Overnight in Lakeland
As the church bells were ringing and the sun was rising over Lake Mirror, our view from Suite 15 at the Terrace Hotel in Lakeland was almost spiritual … and made me thankful once again for all the beauty God has bestowed upon the state of Florida. The night before we had strolled through the decked out town square and enjoyed the holiday lights but the morning sun was just as illuminating. When we only have one night away, Lakeland is one of our favorite places to spend it and here are a couple of reasons why.
Opened in 1924, the Lakeland Terrace Hotel was hailed as one of Florida’s finest air conditioned inns, which allowed them to stay open year-round. Prior to then, hotels closed for the summer. Tourists arrived by the trainload then, and now with the AmTrak station within walking distance we have considered taking the short ride from Tampa to the Terrace (as we often did when traveling to Winter Park for the weekend). Fortunately for us Robert Scharar, a Lakeland native, restored the exterior of the Terrace and completely refurbished the hotel to modern-day standards.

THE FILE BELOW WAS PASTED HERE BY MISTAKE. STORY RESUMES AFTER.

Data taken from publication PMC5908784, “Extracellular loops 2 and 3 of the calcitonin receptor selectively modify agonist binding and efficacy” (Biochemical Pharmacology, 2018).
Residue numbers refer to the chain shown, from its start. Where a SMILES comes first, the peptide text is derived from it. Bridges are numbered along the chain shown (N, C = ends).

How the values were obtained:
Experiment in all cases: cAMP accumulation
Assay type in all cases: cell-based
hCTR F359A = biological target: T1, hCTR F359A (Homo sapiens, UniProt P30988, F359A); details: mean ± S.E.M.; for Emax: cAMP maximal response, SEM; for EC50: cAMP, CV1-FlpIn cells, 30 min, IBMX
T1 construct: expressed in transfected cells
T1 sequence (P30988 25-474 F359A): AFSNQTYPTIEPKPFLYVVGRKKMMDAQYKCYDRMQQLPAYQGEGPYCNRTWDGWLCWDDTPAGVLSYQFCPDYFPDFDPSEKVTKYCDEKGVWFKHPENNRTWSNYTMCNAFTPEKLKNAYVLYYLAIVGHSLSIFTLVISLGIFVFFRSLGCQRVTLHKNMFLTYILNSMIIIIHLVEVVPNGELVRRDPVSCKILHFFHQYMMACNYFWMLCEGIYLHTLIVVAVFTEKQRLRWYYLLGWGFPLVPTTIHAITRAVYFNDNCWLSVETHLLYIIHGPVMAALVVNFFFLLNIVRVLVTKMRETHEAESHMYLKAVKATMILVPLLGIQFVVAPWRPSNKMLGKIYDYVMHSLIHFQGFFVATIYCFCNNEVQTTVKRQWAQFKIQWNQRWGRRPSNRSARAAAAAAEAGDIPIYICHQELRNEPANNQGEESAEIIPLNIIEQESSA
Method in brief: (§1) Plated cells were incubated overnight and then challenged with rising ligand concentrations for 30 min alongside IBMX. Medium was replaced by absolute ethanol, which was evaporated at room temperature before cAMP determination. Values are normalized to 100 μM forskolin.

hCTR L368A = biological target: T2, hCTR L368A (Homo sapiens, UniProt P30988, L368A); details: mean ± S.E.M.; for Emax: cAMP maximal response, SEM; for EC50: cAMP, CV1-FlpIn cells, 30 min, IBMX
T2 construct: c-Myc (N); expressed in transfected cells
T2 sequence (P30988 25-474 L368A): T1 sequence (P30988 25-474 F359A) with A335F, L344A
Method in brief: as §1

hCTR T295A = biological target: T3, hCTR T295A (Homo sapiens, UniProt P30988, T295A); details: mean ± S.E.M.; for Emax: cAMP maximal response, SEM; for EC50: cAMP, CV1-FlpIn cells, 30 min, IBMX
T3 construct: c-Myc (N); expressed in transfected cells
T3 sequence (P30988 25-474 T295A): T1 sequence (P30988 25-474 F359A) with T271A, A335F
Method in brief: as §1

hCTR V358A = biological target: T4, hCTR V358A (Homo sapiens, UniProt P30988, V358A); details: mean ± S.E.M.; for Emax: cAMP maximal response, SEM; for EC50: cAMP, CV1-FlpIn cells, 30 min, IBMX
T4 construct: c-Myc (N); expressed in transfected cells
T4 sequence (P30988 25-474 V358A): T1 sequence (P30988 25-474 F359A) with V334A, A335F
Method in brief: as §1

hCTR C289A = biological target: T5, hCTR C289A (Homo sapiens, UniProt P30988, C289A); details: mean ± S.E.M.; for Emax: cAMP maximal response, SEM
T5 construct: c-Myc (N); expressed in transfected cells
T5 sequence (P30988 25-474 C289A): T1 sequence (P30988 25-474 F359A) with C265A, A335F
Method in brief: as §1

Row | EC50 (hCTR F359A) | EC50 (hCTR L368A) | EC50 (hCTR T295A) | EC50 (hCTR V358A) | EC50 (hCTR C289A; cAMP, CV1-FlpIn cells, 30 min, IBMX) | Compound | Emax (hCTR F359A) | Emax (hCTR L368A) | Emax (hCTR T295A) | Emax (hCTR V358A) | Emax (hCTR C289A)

Frank Lloyd Wright Site
Lakeland is also home the largest collection of Frank Lloyd Wright buildings in one location in the world. Walking through the campus of Florida Southern College over 20 years ago, we met the grounds keeper who took us on a walking tour and then suggested we pick some oranges from the small grove to take home with us. Today, the Sharp Family Tourism and Education Center, featuring the Wright-designed Usonian house and GEICO Gift Shop, is a part of an ongoing effort to better educate visitors to the Wright architecture at Florida Southern College.
Here is how the center is described on the their website:
The Center provides a home for the permanent display of photographs, furniture, and drawings depicting Wright’s relationship with the College. The Center also acts as a home for visiting exhibits on loan from various other Wright sites.
In 2012, the Florida Southern College Historic District was designated a National Historic Landmark by the National Park Service of the U.S. Department of the Interior for being the largest single-site collection of Frank Lloyd Wright architecture in the world.